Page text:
The United Kingdom will use "all the tools" at its disposal, including targeted sanctions, to hold Belarus President Alexander Lukashenko and his regime to account, Foreign Secretary Dominic Raab said.
The UK doesn't accept the results of the election and condemns the "thuggery" deployed against the Belarusian people, Raab said.
Raab told Parliament that he had directed his office to prepare "Magnitsky sanctions" for "those responsible for the serious human rights violations," and that the UK government is working with the United States and Canada on a sanctions list "as a matter of urgency."
"We will apply all the tools at our disposal to hold Lukashenko and his regime to account," Raab said.
"We call on him to engage in serious and credible dialogue with the opposition, via mediation if necessary, in order to facilitate a peaceful outcome to the current crisis. And one which reflects, and respects, the will of the Belarusian people," he told Parliament.
"If the authorities in Belarus fail to respond, based on the outcome of the OSCE [The Organization for Security and Cooperation in Europe] investigation, which we have triggered, we will consider further actions with our international partners."
EU Sanctions DelayedThe UK was going to join the EU in targeted sanctions against Belarusian human rights violators. However, the EU's sanctions plan was blocked by Cyprus in a bid to make the EU place similar sanctions on Turkey for its disputed energy exploration in the eastern Mediterranean Sea. EU leaders will try to break the deadlock when they meet in Brussels on Oct. 1.
Using the Chinese communist regime as an example, von der Leyen said the EU "must always call out human rights abuses whenever and wherever they occur—be it in Hong Kong or with the Uyghurs."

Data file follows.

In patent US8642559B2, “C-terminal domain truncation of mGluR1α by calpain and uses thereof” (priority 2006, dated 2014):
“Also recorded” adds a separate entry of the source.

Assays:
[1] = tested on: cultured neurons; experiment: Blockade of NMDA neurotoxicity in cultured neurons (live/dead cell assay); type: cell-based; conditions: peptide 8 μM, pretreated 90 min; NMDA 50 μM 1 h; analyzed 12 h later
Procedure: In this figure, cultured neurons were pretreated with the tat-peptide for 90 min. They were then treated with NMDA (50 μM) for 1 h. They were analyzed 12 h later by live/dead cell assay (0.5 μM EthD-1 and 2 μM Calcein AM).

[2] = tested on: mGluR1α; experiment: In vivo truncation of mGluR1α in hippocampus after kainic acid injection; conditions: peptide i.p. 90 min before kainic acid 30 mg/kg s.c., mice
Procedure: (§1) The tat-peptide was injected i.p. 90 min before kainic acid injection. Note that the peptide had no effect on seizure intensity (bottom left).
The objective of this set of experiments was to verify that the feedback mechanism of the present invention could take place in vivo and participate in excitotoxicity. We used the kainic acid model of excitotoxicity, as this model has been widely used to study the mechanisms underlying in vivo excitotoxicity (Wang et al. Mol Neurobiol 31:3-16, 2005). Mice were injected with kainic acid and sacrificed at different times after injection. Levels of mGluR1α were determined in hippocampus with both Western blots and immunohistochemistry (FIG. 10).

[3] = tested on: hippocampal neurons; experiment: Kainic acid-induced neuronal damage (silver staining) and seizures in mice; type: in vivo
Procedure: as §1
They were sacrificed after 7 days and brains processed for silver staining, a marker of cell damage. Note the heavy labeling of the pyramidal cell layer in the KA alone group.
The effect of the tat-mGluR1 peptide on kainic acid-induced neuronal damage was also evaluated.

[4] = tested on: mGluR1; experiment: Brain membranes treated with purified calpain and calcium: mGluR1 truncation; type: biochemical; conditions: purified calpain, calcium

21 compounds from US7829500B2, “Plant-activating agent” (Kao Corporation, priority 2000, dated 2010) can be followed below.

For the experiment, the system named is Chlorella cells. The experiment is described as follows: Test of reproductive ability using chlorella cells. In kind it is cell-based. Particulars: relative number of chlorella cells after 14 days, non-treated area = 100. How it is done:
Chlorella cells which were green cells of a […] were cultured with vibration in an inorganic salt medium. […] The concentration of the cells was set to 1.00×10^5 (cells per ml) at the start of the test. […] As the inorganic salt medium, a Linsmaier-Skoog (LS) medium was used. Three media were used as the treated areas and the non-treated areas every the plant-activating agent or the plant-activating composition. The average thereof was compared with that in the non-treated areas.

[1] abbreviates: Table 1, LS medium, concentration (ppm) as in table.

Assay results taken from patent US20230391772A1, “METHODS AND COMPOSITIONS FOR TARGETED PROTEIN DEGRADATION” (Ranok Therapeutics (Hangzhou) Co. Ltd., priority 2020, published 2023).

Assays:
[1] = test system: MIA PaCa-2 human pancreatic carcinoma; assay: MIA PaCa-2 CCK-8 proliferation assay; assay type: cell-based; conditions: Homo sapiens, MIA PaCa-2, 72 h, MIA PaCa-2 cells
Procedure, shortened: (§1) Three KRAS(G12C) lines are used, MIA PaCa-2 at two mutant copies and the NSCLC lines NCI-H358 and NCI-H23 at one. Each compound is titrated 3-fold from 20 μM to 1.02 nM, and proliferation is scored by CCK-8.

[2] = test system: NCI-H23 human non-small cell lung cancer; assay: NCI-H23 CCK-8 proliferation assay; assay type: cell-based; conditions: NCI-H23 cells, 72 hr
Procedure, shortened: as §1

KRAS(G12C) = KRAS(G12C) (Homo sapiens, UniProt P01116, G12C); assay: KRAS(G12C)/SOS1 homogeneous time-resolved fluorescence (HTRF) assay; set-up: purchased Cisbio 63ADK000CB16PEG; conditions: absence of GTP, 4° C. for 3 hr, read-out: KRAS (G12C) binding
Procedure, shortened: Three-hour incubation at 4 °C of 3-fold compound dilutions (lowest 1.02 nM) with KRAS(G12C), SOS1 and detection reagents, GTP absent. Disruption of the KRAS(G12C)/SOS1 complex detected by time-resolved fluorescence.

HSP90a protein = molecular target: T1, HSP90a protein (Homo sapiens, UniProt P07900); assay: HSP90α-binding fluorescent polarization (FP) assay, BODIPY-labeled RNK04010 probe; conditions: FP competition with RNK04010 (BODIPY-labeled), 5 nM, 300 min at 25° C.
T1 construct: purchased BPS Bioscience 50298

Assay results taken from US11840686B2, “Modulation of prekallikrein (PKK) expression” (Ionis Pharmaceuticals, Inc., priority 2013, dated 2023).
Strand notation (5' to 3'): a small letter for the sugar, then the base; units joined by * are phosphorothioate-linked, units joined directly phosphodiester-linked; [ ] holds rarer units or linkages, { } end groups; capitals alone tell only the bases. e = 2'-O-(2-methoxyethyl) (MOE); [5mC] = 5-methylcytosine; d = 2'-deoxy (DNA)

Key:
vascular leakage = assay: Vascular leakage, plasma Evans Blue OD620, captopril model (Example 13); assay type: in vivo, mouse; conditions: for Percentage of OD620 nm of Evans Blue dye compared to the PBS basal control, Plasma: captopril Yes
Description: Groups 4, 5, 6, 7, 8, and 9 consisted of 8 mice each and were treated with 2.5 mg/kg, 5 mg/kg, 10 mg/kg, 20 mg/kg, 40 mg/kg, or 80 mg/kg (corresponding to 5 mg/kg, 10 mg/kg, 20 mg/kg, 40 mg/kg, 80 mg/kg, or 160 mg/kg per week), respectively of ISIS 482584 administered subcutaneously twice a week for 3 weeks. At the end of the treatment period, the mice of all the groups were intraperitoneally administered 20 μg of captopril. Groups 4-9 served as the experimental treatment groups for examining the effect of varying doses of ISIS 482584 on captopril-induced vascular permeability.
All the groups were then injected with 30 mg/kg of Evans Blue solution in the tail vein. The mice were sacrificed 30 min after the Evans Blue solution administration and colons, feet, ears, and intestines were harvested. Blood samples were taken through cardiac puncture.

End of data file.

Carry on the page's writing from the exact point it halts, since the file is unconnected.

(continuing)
She called for a change to the decision-making process.
“When member states say Europe is too slow, I say to them, be courageous and finally move to qualified majority voting—at least on human rights and sanctions implementation.”
Under the proposed “qualified majority” rule, EU foreign policy proposals can be passed if 55 percent of member states vote in favor and it is supported by member states representing at least 65 percent of the total EU population.
Financial SupportRaab said the UK government has been working with its partners in Belarus to "support and strengthen civil society and the brave media outlets struggling to shine a light on the repression that we are seeing inflicted by the Belarusian authorities on its people."
He has doubled the UK's financial support to human rights groups, independent media organizations, and community groups in Belarus.
There will be an extra 1.5 million pounds ($1.9 million) over the next 2 years, Raab said, 800,000 pounds ($1 million) of which will go to journalists in Belarus to help with their training, provide support to those detained by the authorities, and help replace equipment that’s been destroyed or confiscated.